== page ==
Playing SEGA’s Burning Rival (arcade)

One of my favorite things about Twitch is in being able to see people from Asia stream an assortment of odd video games I may not ever know about otherwise. Xelloss09 frequently streamed 1CC attempts of a number of arcade games, and some of these were so obscure, I hadn’t heard of them and very little information is available online in regard to these games.

One of these games is SEGA’s Burning Rival – a 1-on-1 fighting game that attempted to bring a true anime style to the 2D arena. This is one of those games that would have been absolute eye candy in magazines at the time, as it looks phenomenal when you pull screens from Burning Rival. By 1992 standards, the animation is also superb, although the characters don’t have the number of animation frames compared to games that released later in the decade.


These animations were done by Zero-One and were only saw in a short-lived arcade release exclusively in Japan.

The title was developed by the SEGA-AM2 team, with the game displaying a SEGA 1992 mark on the title screen. Oddly, a web-archived official page from SEGA-AM2 claims the game didn’t release until July of 1993 – a mere five months before Virtua Fighter splashed onto the scene. Yu Suzuki’s personal list of game projects even lists his producer credit for Burning Rival (バーニングライバル) as happening in 1993, before he went on to direct Virtua Fighter.

Outside of graphics, Burning Rival gives you the typical arcade experience at the time – a joystick offers eight directions of movement and six buttons offer punches and kicks of different strengths and speeds. The different characters have a set of unique special moves, and running through the arcade mode gives the player still screens depicting what happens to them following the tournament.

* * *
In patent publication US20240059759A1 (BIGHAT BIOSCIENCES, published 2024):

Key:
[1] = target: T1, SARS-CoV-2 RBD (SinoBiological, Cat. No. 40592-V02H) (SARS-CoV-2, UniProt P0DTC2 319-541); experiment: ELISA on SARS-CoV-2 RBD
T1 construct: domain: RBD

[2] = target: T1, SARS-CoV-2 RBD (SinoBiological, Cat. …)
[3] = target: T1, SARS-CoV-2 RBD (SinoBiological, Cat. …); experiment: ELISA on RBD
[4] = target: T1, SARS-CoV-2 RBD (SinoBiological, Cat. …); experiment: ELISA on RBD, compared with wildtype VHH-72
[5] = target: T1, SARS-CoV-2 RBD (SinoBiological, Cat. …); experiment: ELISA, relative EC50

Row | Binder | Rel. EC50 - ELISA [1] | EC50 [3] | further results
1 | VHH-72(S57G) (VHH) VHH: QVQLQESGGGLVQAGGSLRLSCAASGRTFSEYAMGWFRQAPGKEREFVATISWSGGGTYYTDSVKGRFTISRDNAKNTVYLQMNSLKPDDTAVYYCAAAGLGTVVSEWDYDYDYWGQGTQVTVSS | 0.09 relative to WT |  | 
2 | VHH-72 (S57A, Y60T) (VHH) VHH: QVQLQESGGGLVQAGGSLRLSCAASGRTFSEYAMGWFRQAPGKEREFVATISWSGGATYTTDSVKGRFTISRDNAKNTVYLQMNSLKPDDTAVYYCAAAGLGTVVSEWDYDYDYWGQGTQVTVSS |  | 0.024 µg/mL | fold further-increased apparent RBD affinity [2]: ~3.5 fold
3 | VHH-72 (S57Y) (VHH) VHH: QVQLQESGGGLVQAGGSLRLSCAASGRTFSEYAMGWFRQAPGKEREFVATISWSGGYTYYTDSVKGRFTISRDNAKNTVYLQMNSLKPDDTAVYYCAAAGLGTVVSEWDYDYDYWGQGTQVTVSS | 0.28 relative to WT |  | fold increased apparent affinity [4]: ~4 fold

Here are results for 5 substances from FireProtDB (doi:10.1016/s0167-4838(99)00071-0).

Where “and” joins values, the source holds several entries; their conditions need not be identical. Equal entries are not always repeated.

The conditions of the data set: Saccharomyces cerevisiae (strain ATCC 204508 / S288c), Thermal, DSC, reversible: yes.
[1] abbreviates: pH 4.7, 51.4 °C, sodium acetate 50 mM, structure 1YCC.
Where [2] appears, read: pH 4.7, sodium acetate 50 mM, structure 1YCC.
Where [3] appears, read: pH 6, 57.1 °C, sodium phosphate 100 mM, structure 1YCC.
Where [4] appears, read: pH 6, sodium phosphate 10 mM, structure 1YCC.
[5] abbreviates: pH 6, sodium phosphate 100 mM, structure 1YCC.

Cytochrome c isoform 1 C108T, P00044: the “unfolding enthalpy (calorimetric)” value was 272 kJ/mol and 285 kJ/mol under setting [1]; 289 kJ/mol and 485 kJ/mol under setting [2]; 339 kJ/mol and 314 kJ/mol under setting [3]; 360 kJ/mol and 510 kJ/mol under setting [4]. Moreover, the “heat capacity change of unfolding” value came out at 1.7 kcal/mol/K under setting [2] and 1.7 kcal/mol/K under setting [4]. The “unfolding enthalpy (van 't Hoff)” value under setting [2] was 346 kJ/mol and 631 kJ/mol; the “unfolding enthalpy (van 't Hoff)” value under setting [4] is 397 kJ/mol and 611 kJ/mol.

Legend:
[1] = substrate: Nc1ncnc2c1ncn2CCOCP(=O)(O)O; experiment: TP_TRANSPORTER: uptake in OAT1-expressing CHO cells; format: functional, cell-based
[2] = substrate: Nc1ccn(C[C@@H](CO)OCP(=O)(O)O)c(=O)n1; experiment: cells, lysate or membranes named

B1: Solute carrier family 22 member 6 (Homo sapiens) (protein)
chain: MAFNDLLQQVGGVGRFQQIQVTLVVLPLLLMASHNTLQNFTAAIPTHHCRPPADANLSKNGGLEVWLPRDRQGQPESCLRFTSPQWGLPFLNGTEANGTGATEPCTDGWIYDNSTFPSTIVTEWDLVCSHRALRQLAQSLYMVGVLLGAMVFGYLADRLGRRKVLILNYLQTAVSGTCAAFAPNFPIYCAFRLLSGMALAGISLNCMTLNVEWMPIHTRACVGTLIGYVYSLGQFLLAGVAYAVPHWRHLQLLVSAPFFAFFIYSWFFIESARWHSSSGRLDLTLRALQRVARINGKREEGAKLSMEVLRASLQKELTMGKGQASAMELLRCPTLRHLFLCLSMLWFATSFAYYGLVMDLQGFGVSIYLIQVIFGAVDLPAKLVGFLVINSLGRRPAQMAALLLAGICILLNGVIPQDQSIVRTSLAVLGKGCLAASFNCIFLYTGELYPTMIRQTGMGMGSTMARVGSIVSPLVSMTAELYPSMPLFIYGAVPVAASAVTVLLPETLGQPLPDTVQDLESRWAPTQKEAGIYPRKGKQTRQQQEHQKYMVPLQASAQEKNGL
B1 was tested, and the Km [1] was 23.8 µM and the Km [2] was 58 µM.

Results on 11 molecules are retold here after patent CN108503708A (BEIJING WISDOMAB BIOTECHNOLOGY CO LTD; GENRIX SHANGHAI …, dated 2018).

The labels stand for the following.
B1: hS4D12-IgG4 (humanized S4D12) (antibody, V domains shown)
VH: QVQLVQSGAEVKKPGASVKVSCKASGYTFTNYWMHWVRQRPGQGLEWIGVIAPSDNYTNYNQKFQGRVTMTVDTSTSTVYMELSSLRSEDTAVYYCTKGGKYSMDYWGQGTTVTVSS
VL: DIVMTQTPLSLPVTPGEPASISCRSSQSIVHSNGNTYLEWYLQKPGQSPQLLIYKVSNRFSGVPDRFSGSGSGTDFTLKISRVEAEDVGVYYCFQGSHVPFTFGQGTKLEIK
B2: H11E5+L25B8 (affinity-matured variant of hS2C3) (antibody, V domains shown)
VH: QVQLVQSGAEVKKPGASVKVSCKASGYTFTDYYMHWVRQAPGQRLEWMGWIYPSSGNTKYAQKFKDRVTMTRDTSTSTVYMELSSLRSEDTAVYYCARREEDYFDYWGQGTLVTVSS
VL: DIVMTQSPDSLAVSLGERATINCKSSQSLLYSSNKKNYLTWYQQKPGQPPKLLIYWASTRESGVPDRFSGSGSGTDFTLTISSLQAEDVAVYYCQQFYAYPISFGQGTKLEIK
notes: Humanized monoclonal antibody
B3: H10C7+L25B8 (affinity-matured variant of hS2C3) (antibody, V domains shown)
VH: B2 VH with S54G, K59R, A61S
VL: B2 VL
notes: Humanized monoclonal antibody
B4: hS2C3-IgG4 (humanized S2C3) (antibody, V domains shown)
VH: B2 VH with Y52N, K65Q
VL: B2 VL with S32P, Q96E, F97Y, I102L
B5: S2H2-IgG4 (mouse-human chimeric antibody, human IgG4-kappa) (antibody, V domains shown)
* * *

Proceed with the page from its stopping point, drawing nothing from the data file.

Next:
Playing Burning Rival largely feels fine, but there are some movements, especially things like Bill’s running clothesline that cause really unpredictable results as the game attempts to flex its animation muscles. There are also some crazy hitboxes going on in the game, with moves like Shingen’s sword slash being a prime offender. The game is also very lazy in its conclusion, giving you a final boss that is a color swap of Shingen.


Still, you can’t deny there is some real charm to Burning Rival and it’s obvious a lot of effort went into crafting the game. It doesn’t all fall into place, but it provides a few interesting characters, including what looks like a beta version of Akira. SEGA’s later release of Virtua Fighter would leave this game in the dust, unfortunately leaving it as an arcade-only obscurity.

A few years back I toyed with Burning Rival in MAME, eventually pinning down strategies with Bill that provide for a pretty simple 1CC in arcade mode. I revisited this recently, recording a video and documenting what makes this run work.

Footballer Bill has excellent strength and reach, and his standard grab does 40% damage. His standing fierce punch has range and easily punishes a lot of the CPU’s jump-in attempts. It can also push opponents away if they block it in neutral. His running clothesline is done by holding back briefly and then pressing forward + punch (this game is very finicky about the forward + punch being done precisely at the same time). If the opponent blocks it, chances are great you will be placed in throw distance to do your grab (forward + fierce punch). Bill’s crouching fierce is a chop that is also an okay tool for opponents like Mr. Chin, who like to approach low. You can also press down + all three punches to grab and throw the items in the background like the boxes and headstones. Just make sure you have about a full screen of distance before doing so, so you don’t get easily countered.